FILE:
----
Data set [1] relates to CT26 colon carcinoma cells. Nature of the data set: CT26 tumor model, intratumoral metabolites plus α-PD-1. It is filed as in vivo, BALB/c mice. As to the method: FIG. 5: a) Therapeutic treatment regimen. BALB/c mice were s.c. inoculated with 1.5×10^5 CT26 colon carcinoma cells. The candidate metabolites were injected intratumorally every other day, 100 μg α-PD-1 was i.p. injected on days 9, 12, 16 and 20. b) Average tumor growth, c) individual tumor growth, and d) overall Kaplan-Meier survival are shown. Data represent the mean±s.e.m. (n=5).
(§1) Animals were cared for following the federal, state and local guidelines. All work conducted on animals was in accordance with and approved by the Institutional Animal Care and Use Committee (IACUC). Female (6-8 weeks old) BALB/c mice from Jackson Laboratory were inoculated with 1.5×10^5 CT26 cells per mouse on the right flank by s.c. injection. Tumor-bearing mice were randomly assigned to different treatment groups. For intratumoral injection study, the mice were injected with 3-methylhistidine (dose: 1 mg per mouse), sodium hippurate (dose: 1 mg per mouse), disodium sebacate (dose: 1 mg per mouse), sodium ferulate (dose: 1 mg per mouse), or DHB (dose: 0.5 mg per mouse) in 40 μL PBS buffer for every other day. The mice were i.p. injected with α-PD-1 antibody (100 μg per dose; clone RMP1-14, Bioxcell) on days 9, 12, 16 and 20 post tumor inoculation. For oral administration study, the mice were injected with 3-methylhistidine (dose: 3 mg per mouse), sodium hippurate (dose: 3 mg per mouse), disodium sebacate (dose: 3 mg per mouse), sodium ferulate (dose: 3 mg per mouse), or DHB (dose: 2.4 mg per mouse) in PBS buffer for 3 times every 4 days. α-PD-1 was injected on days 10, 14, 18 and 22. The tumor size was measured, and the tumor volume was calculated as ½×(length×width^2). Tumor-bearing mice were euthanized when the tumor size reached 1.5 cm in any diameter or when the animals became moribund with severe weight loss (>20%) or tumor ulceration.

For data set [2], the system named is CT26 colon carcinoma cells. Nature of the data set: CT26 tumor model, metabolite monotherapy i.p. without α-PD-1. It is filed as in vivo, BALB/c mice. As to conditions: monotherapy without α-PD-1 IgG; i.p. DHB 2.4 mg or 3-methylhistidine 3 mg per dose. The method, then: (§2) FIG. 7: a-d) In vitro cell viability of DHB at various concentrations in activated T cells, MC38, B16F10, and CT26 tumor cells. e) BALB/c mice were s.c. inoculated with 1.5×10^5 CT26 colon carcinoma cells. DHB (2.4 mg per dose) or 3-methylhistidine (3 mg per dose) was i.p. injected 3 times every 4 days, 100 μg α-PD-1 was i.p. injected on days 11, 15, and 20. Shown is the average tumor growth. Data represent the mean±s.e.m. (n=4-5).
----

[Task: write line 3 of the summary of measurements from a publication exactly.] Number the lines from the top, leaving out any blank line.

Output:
For data set [2], the system named is CT26 colon carcinoma cells. Nature of the data set: CT26 tumor model, metabolite monotherapy i.p. without α-PD-1. It is filed as in vivo, BALB/c mice. As to conditions: monotherapy without α-PD-1 IgG; i.p. DHB 2.4 mg or 3-methylhistidine 3 mg per dose. The method, then: (§2) FIG. 7: a-d) In vitro cell viability of DHB at various concentrations in activated T cells, MC38, B16F10, and CT26 tumor cells. e) BALB/c mice were s.c. inoculated with 1.5×10^5 CT26 colon carcinoma cells. DHB (2.4 mg per dose) or 3-methylhistidine (3 mg per dose) was i.p. injected 3 times every 4 days, 100 μg α-PD-1 was i.p. injected on days 11, 15, and 20. Shown is the average tumor growth. Data represent the mean±s.e.m. (n=4-5).